RECIPE IDEA: Chapati, An African Flatbread
Hi. It's Lois, telling you about Chapati. It's an African flatbread with flaky layers that make this flatbread almost melt-in-your-mouth!
For the past 8 years or so Don and I have hosted one or more participants from Eastern Mennonite University's Summer Peacebuilding Institute. We enjoy the cultural exchange, always learn a lot, and feel it's our way of contributing to world peace. We give our guests room and board, one or more tours of the area, help them get souvenirs to take home with them, and take them to Quaker meeting. Most of our guests have been African Quakers. Often, they work for African Great Lakes Initiative, an African Quaker peacebuilding group.
My Quaker meeting, Valley Friends Meeting in Dayton, VA, is an unprogrammed meeting. In part, that means that rather than have a minister for the church, all members and attenders are ministers to each other. It is a quiet meeting. People sit in quiet meditation until someone is moved to speak out of the silence. We don't try to convert people; we just accept them.
This is much different than the African Quakers, whose traditions are more evangelical and are led by a pastor. All of the African Friends we have met have been very active in building peace in their countries, and they carry compelling stories. Their lives speak.
This year's guest, Getry from Kenya, was the first African woman to stay with us. She is delightful! Brilliant, kind, thoughtful, and very skilled in peacebuilding, we found her amazing. And not only that, but she made us some delicious food, including Chapati.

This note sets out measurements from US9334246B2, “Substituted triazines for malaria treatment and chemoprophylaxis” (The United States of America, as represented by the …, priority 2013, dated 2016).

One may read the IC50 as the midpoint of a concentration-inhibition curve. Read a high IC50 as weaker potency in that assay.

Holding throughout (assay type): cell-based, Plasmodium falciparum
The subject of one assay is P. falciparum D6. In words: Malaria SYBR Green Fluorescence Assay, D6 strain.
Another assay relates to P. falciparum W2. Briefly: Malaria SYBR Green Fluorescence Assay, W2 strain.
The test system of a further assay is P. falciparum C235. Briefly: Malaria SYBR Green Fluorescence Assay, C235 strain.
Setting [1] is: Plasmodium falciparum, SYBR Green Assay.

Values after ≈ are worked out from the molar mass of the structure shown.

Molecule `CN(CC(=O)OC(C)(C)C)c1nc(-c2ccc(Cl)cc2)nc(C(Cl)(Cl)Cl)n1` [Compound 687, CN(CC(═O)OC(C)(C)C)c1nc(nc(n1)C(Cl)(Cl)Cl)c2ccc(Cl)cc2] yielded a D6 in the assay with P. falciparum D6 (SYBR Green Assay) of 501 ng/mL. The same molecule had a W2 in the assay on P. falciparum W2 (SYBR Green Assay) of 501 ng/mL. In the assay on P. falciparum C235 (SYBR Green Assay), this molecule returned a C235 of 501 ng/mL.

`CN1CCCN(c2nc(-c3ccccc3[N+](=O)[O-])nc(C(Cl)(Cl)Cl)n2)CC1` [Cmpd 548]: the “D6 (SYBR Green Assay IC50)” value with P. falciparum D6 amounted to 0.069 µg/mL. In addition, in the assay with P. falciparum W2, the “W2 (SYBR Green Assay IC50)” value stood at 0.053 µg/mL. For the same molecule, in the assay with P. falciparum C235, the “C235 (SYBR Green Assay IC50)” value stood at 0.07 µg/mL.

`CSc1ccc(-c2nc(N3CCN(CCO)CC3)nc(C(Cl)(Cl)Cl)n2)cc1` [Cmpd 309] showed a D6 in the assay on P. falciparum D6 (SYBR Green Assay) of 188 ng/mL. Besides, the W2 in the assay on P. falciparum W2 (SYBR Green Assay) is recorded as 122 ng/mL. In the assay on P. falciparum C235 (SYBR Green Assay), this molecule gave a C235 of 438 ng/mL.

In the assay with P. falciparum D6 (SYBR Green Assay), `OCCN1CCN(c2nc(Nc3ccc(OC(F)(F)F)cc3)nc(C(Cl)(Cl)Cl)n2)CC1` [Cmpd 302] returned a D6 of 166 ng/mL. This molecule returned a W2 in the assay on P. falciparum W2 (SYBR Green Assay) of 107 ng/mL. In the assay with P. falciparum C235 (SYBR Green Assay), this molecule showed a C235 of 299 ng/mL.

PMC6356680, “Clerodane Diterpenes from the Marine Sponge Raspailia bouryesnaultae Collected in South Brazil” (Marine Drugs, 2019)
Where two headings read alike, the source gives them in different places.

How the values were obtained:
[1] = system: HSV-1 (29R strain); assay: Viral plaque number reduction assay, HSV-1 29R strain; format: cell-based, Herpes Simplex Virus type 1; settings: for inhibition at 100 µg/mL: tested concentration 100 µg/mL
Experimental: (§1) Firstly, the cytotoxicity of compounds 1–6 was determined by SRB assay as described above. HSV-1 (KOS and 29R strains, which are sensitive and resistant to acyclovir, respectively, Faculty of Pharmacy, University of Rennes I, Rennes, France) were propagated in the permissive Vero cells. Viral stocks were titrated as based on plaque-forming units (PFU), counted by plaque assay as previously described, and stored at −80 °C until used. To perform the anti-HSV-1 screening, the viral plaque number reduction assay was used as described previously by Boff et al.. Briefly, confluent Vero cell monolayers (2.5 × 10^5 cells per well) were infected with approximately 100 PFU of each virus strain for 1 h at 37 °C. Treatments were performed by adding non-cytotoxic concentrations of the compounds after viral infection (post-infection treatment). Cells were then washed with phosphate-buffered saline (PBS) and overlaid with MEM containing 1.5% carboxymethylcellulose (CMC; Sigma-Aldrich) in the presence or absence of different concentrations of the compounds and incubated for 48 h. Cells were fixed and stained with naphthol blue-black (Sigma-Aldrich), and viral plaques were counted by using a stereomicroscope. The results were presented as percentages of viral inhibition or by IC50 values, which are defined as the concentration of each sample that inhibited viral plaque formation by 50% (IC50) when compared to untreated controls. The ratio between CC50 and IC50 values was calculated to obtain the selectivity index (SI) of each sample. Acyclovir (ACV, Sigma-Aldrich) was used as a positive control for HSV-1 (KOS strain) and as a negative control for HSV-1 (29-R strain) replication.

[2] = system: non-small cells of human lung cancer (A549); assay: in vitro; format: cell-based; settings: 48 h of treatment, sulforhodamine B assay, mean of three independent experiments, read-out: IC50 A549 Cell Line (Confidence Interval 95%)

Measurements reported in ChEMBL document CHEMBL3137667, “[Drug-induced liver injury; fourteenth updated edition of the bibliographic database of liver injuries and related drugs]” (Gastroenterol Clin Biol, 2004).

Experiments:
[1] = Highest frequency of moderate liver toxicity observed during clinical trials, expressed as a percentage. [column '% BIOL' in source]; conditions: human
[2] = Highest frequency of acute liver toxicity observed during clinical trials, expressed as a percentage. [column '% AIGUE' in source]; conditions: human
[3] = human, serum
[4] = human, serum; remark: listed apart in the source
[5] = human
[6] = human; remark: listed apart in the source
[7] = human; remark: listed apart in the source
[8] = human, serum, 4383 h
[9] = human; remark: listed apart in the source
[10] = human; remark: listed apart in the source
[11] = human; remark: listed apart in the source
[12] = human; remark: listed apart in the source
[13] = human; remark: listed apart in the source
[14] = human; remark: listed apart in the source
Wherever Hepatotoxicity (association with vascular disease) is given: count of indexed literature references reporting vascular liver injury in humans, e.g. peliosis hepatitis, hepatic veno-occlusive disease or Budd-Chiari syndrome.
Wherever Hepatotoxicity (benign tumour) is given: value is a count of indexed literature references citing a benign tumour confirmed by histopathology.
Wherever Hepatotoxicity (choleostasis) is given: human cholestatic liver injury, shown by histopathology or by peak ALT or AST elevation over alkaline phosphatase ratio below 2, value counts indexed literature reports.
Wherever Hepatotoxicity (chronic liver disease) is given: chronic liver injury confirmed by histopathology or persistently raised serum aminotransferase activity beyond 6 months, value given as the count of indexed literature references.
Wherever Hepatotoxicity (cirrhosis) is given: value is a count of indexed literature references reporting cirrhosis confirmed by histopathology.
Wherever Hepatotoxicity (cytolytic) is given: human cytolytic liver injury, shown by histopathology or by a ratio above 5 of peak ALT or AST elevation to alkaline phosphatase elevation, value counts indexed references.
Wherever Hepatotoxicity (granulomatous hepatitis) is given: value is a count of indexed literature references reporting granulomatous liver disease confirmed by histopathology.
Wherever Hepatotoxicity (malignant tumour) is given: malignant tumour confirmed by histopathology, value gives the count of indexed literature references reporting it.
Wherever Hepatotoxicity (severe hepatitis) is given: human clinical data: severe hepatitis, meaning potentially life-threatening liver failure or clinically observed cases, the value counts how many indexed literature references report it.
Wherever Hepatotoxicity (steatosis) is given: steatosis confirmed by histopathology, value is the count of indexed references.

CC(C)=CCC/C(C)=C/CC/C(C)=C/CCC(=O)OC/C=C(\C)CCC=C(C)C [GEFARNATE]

I have not yet tried to make it on my own, but I will give it a try soon. Getry made this flatbread so quickly and expertly that I had to watch her do it three times to understand the process. The last time she made Chapati, she told me what she was doing at each step so I could write it down.
- 2 c flour
- 1 t sugar
- ¼ t salt
- Pinch of ginger for flavor, optional
- 1 T canola oil
- ½ cup water
- 6 t oil for cooking
- Mix dry ingredients.
- Incorporate the oil into the dry mixture.
- Add water slowly and knead until the dough is smooth and elastic. It will still be a bit sticky.
- Form into a round ball.
- Let the dough rest under a wet cloth for 20 minutes.
- Flour the countertop.
- Using a rolling pin roll out the dough to as thin as you can.
- Spread a little oil over the top and make sure it is evenly spread across the dough.
- Sprinkle lightly with flour.
- Roll up the dough to make a log.
- Cut dough log into 2-inch pieces.
- Pull the end of each piece and tuck it into the center of the rolled up piece.
- Using a rolling pin, roll out the rolled up dough very thin. Make sure the edges are as thin as the middle.
- Cook over medium heat in a dry pan for 30 seconds until it just starts to brown, flip and cook the other side to dry it.
- Put a little oil (½ t) in the pan for the second cooking and cook for another 30 seconds to one minute each side, adding the oil each time you begin to cook a new side.
- Place cooked Chapati on a paper towel to soak any excess oil.
- Serve immediately, or wrap all the Chapati in a paper towel and place the package in a Ziplock bag to keep warm.